encompass all pillars of learning in order to
prepare the individual with the knowledge, skills,
qualities, values, attitude and abilities to
communicate effectively and work together
productively with others.
Learning to Do
Learning throughout life is the key to the 21st
century- essential for adapting to the
evolving requirements of the labor market
and for the better mastery of the changing
time frame and rhythms of individual
existence.

-Delors Commission
Learning to Do
Represents the skillful, creative and
discerning application of knowledge. One
must learn how to think creatively, critically
and holistically, and how to deeply
understand the information that is presented.
Learning to Do
Personal and Work Values for Learning to Do
Mary Joy C. Amigo
Four Pillars of Education

Learning to Live Together

In peace and Harmony

Third Pillar
Caring/Sharing,Compassion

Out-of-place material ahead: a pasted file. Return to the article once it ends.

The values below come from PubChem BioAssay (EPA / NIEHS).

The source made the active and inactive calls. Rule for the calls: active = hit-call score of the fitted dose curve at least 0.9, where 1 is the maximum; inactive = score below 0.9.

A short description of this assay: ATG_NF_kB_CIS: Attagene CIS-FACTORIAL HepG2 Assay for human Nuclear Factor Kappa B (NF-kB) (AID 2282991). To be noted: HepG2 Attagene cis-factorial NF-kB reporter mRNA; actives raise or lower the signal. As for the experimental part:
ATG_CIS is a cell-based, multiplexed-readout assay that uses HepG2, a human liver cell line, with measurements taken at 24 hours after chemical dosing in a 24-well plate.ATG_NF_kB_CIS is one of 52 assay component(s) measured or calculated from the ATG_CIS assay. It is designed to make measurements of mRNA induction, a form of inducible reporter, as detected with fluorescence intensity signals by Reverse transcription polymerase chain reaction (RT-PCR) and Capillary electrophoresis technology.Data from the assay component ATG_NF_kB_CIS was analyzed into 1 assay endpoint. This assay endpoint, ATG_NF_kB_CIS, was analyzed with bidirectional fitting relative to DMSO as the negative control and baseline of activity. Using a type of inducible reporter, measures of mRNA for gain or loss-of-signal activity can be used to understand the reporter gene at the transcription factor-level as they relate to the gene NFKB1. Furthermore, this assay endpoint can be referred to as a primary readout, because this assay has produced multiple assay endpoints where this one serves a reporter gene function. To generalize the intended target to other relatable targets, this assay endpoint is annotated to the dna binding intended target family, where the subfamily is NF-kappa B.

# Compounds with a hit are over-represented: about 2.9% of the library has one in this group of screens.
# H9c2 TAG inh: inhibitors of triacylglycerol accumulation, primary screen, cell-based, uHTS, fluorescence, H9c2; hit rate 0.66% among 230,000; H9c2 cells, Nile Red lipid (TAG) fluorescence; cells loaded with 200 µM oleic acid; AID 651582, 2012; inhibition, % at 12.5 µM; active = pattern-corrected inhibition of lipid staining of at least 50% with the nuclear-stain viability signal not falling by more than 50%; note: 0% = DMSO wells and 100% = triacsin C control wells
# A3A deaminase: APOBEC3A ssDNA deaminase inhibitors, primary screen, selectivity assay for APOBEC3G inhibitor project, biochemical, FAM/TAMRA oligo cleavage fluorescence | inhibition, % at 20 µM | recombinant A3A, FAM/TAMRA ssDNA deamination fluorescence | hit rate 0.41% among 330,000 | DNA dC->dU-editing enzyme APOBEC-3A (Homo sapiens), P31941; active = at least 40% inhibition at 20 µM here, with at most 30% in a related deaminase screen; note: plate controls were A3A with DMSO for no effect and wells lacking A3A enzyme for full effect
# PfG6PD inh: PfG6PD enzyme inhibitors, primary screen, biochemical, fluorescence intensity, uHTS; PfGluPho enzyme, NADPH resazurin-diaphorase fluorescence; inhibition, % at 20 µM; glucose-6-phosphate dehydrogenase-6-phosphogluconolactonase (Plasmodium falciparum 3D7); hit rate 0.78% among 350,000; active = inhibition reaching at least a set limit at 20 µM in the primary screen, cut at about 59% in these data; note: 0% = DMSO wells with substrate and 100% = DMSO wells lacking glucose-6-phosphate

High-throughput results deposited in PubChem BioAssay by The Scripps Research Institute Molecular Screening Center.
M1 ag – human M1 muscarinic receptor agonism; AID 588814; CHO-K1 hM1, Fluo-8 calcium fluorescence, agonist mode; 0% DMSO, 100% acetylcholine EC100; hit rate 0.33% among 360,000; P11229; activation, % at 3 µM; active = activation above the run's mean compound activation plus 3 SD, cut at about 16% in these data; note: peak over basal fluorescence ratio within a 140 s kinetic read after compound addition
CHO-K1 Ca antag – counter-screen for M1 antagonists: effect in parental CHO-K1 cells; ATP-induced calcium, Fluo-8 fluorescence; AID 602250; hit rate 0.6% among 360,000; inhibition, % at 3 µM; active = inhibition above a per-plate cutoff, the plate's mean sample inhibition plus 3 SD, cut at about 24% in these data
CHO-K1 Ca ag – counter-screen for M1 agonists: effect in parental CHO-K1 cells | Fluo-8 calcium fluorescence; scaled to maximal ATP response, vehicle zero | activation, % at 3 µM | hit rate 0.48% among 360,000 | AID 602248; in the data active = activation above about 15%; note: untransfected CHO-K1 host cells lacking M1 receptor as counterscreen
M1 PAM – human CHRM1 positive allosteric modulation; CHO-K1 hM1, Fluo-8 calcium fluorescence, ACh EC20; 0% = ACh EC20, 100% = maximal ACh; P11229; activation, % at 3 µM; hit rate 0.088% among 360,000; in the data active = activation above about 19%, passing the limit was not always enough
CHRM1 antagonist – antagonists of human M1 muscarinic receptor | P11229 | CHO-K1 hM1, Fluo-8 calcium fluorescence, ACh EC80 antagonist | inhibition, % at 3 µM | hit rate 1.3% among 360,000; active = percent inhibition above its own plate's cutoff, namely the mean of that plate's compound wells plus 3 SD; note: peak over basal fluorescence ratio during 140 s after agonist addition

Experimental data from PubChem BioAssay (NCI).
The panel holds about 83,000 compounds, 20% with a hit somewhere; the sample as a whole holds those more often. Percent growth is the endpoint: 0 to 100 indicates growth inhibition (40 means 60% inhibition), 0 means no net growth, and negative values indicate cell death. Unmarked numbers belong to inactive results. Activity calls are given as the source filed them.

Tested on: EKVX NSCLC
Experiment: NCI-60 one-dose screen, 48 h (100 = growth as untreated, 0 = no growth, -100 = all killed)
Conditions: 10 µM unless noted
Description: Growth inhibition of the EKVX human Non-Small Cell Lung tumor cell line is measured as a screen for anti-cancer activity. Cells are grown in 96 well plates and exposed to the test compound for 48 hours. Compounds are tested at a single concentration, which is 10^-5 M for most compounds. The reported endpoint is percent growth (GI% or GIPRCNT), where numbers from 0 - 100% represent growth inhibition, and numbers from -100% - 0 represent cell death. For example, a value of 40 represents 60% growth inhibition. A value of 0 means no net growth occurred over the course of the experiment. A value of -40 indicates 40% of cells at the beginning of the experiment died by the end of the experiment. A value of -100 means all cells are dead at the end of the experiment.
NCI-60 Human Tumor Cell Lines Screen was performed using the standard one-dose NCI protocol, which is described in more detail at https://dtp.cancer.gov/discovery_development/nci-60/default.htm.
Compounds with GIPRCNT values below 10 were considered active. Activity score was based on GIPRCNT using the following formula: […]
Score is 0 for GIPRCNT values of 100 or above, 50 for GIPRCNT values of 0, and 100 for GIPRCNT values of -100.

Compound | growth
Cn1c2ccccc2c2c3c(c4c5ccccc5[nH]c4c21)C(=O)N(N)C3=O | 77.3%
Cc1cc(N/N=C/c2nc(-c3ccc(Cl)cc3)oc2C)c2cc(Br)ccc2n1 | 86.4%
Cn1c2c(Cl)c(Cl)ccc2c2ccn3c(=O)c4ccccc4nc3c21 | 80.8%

, Emphathy, gratitude,
interdependence,
love,spiritually, tolerance
Acceptance,
Accountability, Active and
Cooperation, Responsible
Diversity, Equality and Citizenship, Critical
Justice, Freedom and CORE
VALUES Thinking, Equality,
Responsibility Freedom/Responsibi
Honesty, Integrity, lities, Respect for
Respect for human Law/Order, Self-
dignity, Truth Discipline,Solidarity
Creativity, Efficiency,
Environmental Concern,
Future Orientedness,
Frugality, Industry, Personal
Ecology, Stewardship of
Resources, and Simplicity
Nelia M. Fuertes
Four Pillars of Education

LEARNING TO BE
Learning to be

• Is the fourth pillar, which is the dominant theme of the


EDGAR FAURE report
• “Learning To Be: The World of Education Today and
Tomorrow.” published by UNESCO ( United Nations
Educational, Scientific and Cultural Organization).